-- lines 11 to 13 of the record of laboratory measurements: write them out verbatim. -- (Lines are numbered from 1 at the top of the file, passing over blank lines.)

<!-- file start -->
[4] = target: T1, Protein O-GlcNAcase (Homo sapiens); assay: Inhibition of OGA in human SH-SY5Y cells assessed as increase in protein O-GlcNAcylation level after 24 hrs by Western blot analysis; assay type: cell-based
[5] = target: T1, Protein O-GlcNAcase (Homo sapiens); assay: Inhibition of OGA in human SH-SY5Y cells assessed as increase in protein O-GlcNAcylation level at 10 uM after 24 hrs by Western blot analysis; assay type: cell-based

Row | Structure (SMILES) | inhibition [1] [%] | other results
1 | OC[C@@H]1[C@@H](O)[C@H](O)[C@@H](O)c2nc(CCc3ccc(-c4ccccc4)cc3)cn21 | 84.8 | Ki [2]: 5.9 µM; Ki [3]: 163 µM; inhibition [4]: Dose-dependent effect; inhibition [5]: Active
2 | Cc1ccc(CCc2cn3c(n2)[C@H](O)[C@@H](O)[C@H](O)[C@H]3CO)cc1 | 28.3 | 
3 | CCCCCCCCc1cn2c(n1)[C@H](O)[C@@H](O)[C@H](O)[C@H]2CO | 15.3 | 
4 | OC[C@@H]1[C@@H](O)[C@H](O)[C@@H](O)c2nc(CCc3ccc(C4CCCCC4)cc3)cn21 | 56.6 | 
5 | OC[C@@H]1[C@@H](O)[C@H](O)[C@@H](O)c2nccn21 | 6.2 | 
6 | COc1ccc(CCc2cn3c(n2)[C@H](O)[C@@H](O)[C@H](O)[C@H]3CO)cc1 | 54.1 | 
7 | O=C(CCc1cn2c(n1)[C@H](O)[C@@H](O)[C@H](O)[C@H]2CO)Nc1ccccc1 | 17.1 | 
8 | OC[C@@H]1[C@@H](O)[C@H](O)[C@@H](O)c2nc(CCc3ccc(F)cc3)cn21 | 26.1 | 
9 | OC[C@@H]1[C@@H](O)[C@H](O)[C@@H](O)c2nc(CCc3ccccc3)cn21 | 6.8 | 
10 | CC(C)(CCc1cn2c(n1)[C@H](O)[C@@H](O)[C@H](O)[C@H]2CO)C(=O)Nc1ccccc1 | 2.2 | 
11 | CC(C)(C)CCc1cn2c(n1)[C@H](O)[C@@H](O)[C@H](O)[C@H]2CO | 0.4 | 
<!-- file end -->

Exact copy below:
8 | OC[C@@H]1[C@@H](O)[C@H](O)[C@@H](O)c2nc(CCc3ccc(F)cc3)cn21 | 26.1 | 
9 | OC[C@@H]1[C@@H](O)[C@H](O)[C@@H](O)c2nc(CCc3ccccc3)cn21 | 6.8 | 
10 | CC(C)(CCc1cn2c(n1)[C@H](O)[C@@H](O)[C@H](O)[C@H]2CO)C(=O)Nc1ccccc1 | 2.2 | 